Sewing Machines for Retreats

Now that many of us are traveling to attend in-person workshops and retreats and Sew Days with our Quilt Buddies, an inexpensive and lightweight sewing machine is a must-have!
We definitely do NOT want to transport our expensive sewing machines–there is too much risk of accidentally dropping it when we lug it in and out of the car.  Also, although most retreat sites lock the rooms at night, do we really want to worry about our expensive machine in an unguarded room?
There are many options for finding an inexpensive sewing machine to take with you to workshops and retreats. By inexpensive, I mean paying less than $200 for the machine. So, let’s call this the Travel Machine.
Most of us focus on piecing blocks and tops at a workshop or retreat, not quilting an entire 3 layers.  You need a travel machine that sews a nice straight stitch and maybe a handful of  ‘fancy’ stitches such as zigzag or decorative stitches. You do not need hundreds of stitches because you will not be using them.
You need a machine that is light weight because you will be lifting it in and out of your car.  It needs to be sturdy and easy to change the needles, bobbins and clean out the dust.  After all, who wants to fiddle with a complicated machine at a Retreat when all we want to do is sew, have lots of giggles, ooooh and aaah over what our friends are making and so much more.

Rolling Bag is a Must Have!

I also recommend buying a ROLLING bag  so that you can easily move it from your car to the building.  You can buy a bag that is made for smaller sewing machines OR better yet, buy an inexpensive regular small suitcase.  Inexpensive rolling suitcases are perfect  for packing up  the machine, fabric  and other supplies you may need.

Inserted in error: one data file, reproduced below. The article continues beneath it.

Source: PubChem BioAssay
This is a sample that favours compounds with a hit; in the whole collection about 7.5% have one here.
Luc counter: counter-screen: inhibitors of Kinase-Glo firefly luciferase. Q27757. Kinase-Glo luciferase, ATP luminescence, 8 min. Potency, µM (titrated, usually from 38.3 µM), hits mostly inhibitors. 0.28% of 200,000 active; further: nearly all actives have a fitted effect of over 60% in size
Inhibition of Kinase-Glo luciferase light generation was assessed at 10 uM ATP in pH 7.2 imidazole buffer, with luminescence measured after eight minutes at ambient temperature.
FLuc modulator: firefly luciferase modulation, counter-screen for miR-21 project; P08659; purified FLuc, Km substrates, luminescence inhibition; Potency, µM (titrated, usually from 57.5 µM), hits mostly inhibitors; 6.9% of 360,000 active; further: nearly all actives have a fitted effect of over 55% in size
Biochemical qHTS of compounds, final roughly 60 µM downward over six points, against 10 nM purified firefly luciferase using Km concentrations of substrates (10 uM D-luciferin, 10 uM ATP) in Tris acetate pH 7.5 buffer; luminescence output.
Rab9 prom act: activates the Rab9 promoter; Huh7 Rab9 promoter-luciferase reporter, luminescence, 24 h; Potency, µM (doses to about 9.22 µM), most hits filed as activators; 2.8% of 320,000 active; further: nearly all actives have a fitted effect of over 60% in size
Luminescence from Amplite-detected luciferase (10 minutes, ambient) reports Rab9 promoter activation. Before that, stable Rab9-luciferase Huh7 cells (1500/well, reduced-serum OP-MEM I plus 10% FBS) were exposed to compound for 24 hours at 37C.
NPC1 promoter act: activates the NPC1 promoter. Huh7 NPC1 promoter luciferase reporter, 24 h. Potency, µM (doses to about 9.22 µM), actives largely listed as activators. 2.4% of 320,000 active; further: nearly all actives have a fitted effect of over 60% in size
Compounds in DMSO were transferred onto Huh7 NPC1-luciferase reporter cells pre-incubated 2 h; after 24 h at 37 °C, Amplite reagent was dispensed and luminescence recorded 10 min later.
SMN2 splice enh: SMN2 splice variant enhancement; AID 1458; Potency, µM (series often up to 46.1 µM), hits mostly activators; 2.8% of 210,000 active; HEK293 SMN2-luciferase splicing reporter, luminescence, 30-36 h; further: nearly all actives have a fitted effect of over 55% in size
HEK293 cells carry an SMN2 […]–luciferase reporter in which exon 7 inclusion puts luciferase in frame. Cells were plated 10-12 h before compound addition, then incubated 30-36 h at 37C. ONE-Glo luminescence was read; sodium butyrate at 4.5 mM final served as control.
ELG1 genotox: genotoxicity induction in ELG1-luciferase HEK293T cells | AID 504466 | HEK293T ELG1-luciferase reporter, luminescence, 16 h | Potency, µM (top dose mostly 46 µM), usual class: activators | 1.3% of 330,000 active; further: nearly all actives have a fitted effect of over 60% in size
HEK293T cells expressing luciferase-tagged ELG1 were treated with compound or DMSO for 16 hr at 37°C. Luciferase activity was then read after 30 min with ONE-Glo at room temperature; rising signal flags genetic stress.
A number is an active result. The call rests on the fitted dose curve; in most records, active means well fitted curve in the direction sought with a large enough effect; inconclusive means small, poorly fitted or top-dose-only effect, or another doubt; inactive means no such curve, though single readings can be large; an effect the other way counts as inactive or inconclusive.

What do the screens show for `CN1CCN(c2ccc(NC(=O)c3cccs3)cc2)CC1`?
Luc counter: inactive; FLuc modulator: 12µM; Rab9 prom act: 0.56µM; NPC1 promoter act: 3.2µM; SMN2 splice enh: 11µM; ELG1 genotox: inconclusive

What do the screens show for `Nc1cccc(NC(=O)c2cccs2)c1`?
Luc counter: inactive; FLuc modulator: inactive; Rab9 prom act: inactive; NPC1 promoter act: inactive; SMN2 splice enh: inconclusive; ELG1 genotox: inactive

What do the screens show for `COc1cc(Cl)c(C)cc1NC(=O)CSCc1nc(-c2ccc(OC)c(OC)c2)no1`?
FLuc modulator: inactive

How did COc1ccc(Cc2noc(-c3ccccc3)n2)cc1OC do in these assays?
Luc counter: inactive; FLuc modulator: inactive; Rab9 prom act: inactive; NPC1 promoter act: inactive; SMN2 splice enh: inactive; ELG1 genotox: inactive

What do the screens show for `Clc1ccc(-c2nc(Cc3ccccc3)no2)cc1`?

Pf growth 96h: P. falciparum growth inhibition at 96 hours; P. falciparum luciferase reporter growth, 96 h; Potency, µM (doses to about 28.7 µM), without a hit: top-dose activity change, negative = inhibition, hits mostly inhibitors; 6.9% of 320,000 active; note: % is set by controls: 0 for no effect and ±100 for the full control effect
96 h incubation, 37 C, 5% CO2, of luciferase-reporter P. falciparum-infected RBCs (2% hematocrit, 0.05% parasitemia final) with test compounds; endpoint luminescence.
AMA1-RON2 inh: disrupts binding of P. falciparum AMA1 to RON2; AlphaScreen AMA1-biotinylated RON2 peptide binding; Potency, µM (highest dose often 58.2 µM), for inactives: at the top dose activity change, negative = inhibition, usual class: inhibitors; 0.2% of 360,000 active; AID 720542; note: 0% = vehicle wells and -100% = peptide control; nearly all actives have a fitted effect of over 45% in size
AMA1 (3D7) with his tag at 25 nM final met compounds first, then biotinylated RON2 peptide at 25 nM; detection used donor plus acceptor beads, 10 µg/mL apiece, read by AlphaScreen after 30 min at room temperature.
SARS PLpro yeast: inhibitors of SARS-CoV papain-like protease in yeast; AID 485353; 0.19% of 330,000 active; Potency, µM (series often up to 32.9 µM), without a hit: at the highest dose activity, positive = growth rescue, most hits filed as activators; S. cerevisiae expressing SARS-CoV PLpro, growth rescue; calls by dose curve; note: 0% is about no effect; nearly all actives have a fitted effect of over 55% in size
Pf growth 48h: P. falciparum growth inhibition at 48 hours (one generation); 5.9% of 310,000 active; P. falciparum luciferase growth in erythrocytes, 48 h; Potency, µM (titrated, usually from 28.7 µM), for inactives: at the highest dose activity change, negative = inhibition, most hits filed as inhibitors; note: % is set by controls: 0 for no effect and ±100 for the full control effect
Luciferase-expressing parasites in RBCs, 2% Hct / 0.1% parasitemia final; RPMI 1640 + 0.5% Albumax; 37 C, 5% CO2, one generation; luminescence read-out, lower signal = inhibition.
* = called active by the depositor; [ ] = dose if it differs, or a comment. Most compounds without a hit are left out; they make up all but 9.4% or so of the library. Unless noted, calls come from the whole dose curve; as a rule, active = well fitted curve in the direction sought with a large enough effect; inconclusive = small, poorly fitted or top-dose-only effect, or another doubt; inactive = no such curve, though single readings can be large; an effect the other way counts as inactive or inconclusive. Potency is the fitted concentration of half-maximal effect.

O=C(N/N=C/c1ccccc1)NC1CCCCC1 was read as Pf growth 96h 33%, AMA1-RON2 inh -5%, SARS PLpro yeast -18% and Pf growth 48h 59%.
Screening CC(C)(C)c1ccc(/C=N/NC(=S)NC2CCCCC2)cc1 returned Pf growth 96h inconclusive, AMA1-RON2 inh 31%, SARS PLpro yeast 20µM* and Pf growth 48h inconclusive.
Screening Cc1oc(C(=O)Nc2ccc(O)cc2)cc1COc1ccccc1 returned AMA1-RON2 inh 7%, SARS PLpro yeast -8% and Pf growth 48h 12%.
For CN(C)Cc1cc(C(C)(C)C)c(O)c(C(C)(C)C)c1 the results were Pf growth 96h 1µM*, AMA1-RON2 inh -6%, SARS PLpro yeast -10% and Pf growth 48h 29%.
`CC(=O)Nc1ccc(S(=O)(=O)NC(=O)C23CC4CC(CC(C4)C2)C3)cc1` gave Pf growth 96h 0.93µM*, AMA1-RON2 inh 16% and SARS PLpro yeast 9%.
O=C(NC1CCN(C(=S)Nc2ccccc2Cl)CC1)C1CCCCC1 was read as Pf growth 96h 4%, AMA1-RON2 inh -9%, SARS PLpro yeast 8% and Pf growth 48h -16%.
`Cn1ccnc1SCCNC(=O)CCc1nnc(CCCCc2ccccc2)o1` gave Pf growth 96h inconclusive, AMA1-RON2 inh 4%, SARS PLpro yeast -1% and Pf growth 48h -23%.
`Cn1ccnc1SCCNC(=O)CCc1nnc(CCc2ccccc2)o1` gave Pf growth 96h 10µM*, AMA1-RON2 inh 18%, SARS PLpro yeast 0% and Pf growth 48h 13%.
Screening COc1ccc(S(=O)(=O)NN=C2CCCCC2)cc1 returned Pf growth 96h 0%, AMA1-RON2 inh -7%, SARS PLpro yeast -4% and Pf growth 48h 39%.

Where to find inexpensive machines? 

Here are some options for finding travel machines.  Above all, shop LOCAL small businesses.  We really need to keep them in business.
(1) BEST OPTION!!!!  Check with a local sewing machine store or a fabric store that sells machines for used machines that they received as trade-ins.  If the shop also does repairs, then they may give you a warranty on the used machine.  Try out the machine at the store so that the salesperson can show you the basics such as threading the machine, how to change the needle, clean the machine, and so forth. You can also buy new models at these shops.
(2) Local Quilt Guilds!  If you are not a member, visit as a guest and announce that you are looking to buy a travel machine.  You might get a really good deal from someone who is downsizing.
(3) Thrift shops & Ebay.  Yes, you can find sewing machines there. There were people who sewed masks and then decided that sewing just wasn’t for them.  There can be some really good deals there.  If you purchase a machine at a thrift shop or Ebay, immediately take it to a repair shop for testing, cleaning. If it doesn’t work, take it back to the thrift store–save those receipts.  And double check the prices–don’t overpays when option #1 above is really the best option.
(4)  If all else fails, buy new at a big box store such as Walmart or Walmart online or JoAnn’s.  Now that they have restocked, inexpensive machines are back in stock.  Check the prices very carefully–sometimes, a ‘fancy’ version of the same machine might be offered.   HOWEVER…. local sewing machine shops and fabric stores can sometimes match prices AND they can give you a quick lesson on how to use your machine.
And, that reminds me, I need to take out my Brother travel machine, dust it off, oil it and test drive it for an upcoming sew day and SAQA retreat!  It’s been sitting in its case for a really, really long time!
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